When Mitt Romney launched Bain Capital he struggled to raise capital from conventional sources, so he looked elsewhere, including offshore, to attract wealthy foreigners, who mostly used companies in the secrecy jurisdiction of Panama, known for taax evasion and banking secrecy.  The LA Times reports.


Coca-Cola to pay tax shock, but big questions remain about Olympic tax swindle

Hot on the news that McDonalds have reversed out of the Great Olympic Tax Swindle, comes news that Coca-Cola has also agreed to pay tax on its Olympic profits.

According to Britain's New Statesman magazine: "On Wednesday McDonald's bowed to furious online petitioners, saying that the revenue from the games would only make up 0.1 per cent of annual sales in the UK. Hours later, Coca Cola also conceded and made a statement on their website to pay their fair share of tax during the Games."

And quite right too.  But why should this be left to the discretion of companies facing the wrath of public opinion.  What was going through the heads of the politicians who conceded the Olympic tax haven status in the first place?  And how did sport become such a powerful political lobby that it can force through these totally unnecessary tax exemptions in the first place?  As the New Statesman comments:

". . tax exemption is far from unknown in the Olympic world; in fact, such legislations have long since been endemic to the Games for years. Usain Bolt is just one of the big-name athletes who has pushed tax exemption rules to be adopted by hosting countries."  

Can anyone provide a single good reason why highly paid athletes should not pay tax?  And why profitable corporations should not contribute towards the massive cost of hosting the Olympics in London?  The New Statesman again:

"Organisations like the Olympics promote the idea that only the losers pay tax and the winners, be they competing athletes or corporations that get brownie points for monopolising industries, are lucky enough to get out of helping their country function. As long as we keep this mentality it's inevitable that McDonald's and Coca Cola deciding to pay tax will be something of a shock to us."


Thursday, July 19, 2012

Masters of Tax Evasion

Masters of Tax Evasion 

Hat tip: Molly Brooks,


Tax Dodgers playing 99 Percent this weekend

Word is out that Tax Dodgers, now on display in the Baseball Hall of Fame in Cooperstown, NY, will be playing against the 99 Percent this coming Sunday in Jackson Heights (starting 3p.m.).
The game will be preceded by an event at High Noon in front of Citi Field (Mets Stadium) when Citibank will be awarded an MVP award for their commitment to tax dodging, taking bailouts and committing mortgage fraud.  
This is the moment to call real Tax Dodgers "OUT!"


Tuesday, July 17, 2012

Links - 13-16th July 2012

McDonalds – 11 July 2012
The fast food retailer has quietly released this snippet.  While the Olympics tax haven story has by and large been ignored by the mainstream media, following an effective online campaign by Ethical Consumer and 38 Degrees McDonalds are now claiming they will not utilise the Olympic ‘Tax Bubble’.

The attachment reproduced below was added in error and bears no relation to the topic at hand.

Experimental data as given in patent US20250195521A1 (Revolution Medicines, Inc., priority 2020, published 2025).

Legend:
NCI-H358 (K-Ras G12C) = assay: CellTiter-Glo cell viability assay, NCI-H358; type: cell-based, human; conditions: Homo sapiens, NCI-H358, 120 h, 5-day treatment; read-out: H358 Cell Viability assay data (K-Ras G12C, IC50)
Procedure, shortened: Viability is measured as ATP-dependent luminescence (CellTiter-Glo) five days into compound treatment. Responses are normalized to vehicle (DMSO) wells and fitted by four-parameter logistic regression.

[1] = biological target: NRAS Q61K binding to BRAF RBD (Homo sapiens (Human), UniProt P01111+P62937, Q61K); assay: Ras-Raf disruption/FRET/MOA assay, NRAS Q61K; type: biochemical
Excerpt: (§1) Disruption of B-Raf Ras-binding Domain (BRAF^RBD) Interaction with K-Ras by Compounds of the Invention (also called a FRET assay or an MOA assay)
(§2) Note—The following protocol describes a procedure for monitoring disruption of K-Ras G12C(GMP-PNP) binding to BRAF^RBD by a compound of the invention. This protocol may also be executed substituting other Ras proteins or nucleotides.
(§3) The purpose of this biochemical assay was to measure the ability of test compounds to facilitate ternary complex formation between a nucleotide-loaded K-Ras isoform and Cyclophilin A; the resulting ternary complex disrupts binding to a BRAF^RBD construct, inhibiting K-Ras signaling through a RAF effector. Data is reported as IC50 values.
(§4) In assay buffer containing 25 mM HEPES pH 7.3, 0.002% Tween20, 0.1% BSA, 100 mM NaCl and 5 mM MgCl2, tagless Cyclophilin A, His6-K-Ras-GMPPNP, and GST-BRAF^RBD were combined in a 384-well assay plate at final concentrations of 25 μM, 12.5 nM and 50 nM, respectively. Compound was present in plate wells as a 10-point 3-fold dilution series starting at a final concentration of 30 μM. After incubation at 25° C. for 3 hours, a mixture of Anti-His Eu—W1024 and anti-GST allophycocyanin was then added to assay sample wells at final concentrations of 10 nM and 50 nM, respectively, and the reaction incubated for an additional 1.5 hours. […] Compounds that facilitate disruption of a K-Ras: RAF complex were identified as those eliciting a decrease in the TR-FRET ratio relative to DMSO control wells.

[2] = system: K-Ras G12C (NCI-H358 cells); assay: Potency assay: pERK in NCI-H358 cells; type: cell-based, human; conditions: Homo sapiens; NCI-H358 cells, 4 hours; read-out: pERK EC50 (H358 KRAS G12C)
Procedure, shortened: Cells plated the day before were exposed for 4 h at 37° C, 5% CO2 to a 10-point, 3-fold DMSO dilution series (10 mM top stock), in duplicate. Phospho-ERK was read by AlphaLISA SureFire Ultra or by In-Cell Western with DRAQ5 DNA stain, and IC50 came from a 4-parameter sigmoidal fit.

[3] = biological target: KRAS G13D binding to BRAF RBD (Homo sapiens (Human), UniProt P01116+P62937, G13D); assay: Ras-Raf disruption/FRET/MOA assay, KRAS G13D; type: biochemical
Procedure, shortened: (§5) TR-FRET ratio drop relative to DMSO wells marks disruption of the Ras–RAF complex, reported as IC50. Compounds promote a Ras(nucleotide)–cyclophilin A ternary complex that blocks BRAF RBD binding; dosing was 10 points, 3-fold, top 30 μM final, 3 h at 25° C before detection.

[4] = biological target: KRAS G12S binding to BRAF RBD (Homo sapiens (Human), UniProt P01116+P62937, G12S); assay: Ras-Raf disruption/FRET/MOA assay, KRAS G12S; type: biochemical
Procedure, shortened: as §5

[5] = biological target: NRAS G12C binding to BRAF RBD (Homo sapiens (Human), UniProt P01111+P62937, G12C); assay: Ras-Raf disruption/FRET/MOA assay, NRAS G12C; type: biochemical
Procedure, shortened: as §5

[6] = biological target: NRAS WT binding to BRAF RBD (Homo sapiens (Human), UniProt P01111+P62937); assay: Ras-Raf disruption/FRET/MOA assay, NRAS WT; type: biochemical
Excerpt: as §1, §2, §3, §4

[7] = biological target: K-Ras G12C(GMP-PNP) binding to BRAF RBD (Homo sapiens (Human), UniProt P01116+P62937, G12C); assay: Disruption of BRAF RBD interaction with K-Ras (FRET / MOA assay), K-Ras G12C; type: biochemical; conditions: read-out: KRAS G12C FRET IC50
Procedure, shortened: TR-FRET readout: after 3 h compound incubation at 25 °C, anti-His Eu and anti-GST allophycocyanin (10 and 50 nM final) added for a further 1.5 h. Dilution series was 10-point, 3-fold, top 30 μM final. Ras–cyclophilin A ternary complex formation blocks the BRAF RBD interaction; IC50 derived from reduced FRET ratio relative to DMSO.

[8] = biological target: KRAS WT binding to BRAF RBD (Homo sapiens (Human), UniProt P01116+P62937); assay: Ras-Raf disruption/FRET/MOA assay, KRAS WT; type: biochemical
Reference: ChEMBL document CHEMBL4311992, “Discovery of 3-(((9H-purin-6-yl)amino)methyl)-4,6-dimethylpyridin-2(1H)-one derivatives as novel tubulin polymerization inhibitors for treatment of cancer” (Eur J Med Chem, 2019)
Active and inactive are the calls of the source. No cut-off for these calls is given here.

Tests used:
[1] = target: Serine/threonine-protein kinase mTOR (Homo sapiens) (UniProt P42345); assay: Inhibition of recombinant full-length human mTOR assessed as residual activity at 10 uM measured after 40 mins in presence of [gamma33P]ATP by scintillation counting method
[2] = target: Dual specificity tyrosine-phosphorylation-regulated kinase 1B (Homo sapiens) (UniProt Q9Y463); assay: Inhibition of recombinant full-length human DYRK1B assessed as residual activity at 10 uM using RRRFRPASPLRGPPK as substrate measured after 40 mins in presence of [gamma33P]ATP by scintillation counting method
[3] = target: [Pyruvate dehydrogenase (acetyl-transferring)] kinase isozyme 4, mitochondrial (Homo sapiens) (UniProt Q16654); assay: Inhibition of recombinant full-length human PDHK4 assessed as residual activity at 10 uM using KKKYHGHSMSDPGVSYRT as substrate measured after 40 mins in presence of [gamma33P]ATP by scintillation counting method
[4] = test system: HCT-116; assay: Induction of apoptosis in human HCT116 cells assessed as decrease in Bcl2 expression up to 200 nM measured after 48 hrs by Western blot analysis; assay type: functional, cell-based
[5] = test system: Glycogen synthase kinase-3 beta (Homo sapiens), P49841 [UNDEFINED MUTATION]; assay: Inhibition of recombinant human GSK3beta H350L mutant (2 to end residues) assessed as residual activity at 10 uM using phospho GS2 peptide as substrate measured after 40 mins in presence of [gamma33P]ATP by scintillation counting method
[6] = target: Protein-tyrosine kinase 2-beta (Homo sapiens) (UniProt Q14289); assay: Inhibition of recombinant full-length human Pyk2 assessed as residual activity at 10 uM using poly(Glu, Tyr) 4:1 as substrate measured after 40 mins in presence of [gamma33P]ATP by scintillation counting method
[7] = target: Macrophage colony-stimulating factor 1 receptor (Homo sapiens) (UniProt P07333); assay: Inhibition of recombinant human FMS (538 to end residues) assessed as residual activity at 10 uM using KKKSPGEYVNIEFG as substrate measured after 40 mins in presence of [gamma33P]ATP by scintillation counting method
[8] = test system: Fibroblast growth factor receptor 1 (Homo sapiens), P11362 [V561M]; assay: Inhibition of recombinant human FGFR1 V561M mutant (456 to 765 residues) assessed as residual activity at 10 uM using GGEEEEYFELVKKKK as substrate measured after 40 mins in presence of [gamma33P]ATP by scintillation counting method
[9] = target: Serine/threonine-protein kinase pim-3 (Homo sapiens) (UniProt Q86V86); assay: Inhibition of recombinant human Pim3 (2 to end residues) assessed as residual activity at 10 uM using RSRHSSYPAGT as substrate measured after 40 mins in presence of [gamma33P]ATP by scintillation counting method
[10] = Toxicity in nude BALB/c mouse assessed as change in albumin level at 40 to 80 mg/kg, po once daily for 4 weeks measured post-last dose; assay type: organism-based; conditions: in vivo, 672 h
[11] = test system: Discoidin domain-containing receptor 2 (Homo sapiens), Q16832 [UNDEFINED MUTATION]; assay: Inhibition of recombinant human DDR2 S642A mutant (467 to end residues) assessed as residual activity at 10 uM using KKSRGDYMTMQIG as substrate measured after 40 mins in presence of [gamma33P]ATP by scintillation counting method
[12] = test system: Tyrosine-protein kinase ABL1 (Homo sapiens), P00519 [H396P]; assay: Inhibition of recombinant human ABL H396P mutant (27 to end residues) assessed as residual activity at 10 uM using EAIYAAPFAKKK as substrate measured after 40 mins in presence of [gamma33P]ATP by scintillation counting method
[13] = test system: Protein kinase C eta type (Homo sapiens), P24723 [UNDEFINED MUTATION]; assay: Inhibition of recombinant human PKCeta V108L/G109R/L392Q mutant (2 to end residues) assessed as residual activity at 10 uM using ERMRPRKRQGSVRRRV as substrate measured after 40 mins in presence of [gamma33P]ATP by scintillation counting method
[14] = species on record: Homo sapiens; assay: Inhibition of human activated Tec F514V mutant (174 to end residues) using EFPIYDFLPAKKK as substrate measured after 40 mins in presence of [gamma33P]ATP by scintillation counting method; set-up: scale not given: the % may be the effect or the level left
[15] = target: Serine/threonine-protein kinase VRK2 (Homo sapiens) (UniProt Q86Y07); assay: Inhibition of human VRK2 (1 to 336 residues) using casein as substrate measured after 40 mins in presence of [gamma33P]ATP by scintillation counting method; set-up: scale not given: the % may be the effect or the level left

Bloomberg Business Week – 13 July 2012
The IRS has announced it will no longer tolerate companies entering deals that circled round the ‘repatriation’ laws on foreign-earned profits by big corporations.  New rules will prevent companies from using their offshore wealth to enter transactions therefore bypassing US tax regulation.
The Financial Times – 15 July 2012
Michael Izza, CEO of the Institute of Chartered Accountants In England and Wales, has spoken out against aggressive tax avoidance measures employed by his profession, saying that practitioners must reconcile themselves with prudent, acceptable tax planning, and with their public interests duty.

Suddeutsche – 15 July 2012
Germany and Switzerland’s planned deal to take effect as of the January 2013 may be damaged after a CD containing approximately one thousand client files of the Zurich branch of Coutts’ Bank was sold to a state authority.  The controversial deal would prevent German authorities from using leaked data to investigate offshore accounts in Switzerland. 

Economic Times of India – 25 April 2012
From island-jungle to concrete Jungle, Mauritius has been superseded by the city-state of Singapore since announcing that the small African state will implement a ‘General Anti-Avoidance Rule’ that counters the old binary avoidance agreement with India.

The Guardian – 17 July 2012
Rippling out from Nick Shaxson’s Vanity Fair article, US Presidential candidate Mitt Romney has faced unending and remorseless questioning on his tax affairs, which continues to ‘rain on his parade’ (pun intended).

The Guardian – 17 July 2012
Amid allegations that at least one person was bullied into a contract involving deliberate tax dodging, the British Broadcasting Corporation will now review how its TV and radio presenters are paid and how the BBC deals with avoidance and evasion. 

The Telegraph – 17 July 2012
Tax rate increases proposed by the new French government have sparked the beginnings of a “wealth-exodus” to neighbouring countries such as Switzerland and the UK.   Estate agents are recording marked increases in french super-rich buying property in London.


HSBC: a "pervasively polluted" culture

Yesterday it was Coutts. Last week it was Barclays. Now HSBC - the World's local bank - stands in the firing line. The US Senate's Permanent SubCommittee on Investigations has issued a statement about HSBC's multiple and severe deficiencies in its internal anti-money laundering regime. According to Senator Carl Levis, SubCommittee chairman, HSBC:

". . . exposed the United States to Mexican drug money, suspicious travelers cheques, bearer share corporations, and rogue jurisdictions. The bank’s federal bank regulator, the OCC, tolerated HSBC’s weak AML [anti money laundering] system for years. If an international bank won’t police its own affiliates to stop illicit money, the regulatory agencies should consider whether to revoke the charter of the U.S. bank being used to aid and abet that illicit money.”